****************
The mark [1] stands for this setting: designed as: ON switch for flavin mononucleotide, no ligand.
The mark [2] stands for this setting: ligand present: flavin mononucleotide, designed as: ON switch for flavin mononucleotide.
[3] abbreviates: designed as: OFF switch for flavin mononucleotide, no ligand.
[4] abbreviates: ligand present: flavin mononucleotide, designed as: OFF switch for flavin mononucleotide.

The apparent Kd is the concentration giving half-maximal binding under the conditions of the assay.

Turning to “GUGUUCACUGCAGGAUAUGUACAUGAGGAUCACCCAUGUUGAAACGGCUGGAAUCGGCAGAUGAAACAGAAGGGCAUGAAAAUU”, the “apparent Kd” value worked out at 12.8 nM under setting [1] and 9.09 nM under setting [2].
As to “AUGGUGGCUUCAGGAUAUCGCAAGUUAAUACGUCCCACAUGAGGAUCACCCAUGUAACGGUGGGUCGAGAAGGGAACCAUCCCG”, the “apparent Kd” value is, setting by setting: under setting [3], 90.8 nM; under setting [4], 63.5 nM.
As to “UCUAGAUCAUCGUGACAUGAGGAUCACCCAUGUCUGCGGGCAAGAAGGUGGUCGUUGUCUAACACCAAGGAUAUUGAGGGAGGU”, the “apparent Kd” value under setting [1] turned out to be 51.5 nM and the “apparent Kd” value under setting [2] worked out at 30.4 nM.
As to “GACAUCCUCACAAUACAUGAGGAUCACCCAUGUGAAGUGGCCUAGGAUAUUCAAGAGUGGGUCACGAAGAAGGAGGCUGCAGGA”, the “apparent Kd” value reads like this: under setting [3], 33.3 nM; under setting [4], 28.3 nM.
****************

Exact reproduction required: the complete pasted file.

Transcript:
The mark [1] stands for this setting: designed as: ON switch for flavin mononucleotide, no ligand.
The mark [2] stands for this setting: ligand present: flavin mononucleotide, designed as: ON switch for flavin mononucleotide.
[3] abbreviates: designed as: OFF switch for flavin mononucleotide, no ligand.
[4] abbreviates: ligand present: flavin mononucleotide, designed as: OFF switch for flavin mononucleotide.

The apparent Kd is the concentration giving half-maximal binding under the conditions of the assay.

Turning to “GUGUUCACUGCAGGAUAUGUACAUGAGGAUCACCCAUGUUGAAACGGCUGGAAUCGGCAGAUGAAACAGAAGGGCAUGAAAAUU”, the “apparent Kd” value worked out at 12.8 nM under setting [1] and 9.09 nM under setting [2].
As to “AUGGUGGCUUCAGGAUAUCGCAAGUUAAUACGUCCCACAUGAGGAUCACCCAUGUAACGGUGGGUCGAGAAGGGAACCAUCCCG”, the “apparent Kd” value is, setting by setting: under setting [3], 90.8 nM; under setting [4], 63.5 nM.
As to “UCUAGAUCAUCGUGACAUGAGGAUCACCCAUGUCUGCGGGCAAGAAGGUGGUCGUUGUCUAACACCAAGGAUAUUGAGGGAGGU”, the “apparent Kd” value under setting [1] turned out to be 51.5 nM and the “apparent Kd” value under setting [2] worked out at 30.4 nM.
As to “GACAUCCUCACAAUACAUGAGGAUCACCCAUGUGAAGUGGCCUAGGAUAUUCAAGAGUGGGUCACGAAGAAGGAGGCUGCAGGA”, the “apparent Kd” value reads like this: under setting [3], 33.3 nM; under setting [4], 28.3 nM.